Peer evaluation and self assessment: a comparative study of the effectiveness of two complex methods of writing instruction in six sections of composition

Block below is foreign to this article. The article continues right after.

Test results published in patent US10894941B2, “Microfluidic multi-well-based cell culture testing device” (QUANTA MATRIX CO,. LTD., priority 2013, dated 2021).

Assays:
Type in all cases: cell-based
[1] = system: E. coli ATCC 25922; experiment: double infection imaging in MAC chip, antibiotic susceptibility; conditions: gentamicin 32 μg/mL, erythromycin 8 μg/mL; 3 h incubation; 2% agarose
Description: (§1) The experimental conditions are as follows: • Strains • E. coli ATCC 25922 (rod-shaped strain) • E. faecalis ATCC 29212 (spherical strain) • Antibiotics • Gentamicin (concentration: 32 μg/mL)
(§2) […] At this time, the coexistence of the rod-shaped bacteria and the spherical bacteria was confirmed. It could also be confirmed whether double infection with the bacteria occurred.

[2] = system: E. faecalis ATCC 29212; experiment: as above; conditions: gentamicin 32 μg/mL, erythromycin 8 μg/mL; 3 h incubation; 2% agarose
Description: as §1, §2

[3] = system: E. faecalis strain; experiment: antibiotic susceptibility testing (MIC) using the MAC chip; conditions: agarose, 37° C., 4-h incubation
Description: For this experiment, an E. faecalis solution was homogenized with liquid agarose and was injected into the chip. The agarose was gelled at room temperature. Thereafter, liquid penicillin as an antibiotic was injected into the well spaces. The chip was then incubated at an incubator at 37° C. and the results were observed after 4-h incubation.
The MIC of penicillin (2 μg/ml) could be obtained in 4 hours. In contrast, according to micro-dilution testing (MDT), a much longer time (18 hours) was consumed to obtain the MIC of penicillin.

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Over recent decades, the teaching of writing has evolved to incorporate a wide range of methods. Little is known, however, about the effect of many of these methods on student writing outcomes. Much of the literature offers description of teachers' classroom practices rather than study of effectiveness, highlighting a significant research gap. This process-outcome study begins to fill the gap in writing research by analyzing and evaluating two key methods in writing instruction using quasi-experimental methods. This study first defines and describes the numerous practices common to peer evaluation and self assessment and their theoretical framework, and, through an analysis of the literature, stabilizes the practices found to be most effective by instructors of writing, and supports these methods with a list of strategies for implementation. The effects of peer evaluation and self assessment on student writing were then measured. Each practice was assigned to two sections of first-year college writing. The differences between pre and post writing test scores from peer- and self-assessment sections were then compared against control sections. Findings were significant. Peer evaluation yielded mixed results: with a positive effect for low-ability writers, no difference from the control for middle ability, and a negative effect for high-ability writers. In contrast, self assessment was found to be more effective than the control for all levels of writers and more effective than peer evaluation for most writers, with a matching benefit for low-ability writers. These results indicate that all learners can benefit from self-assessment methods in writing, but that peer evaluation's impact is positive for more limited numbers of students and may have little or no benefit for others. The literature review and discussion of qualitative findings from this study also explore complexities of teaching with each method and strategies to support success, with particular focus on the impact of student motivation challenges on writing achievement.
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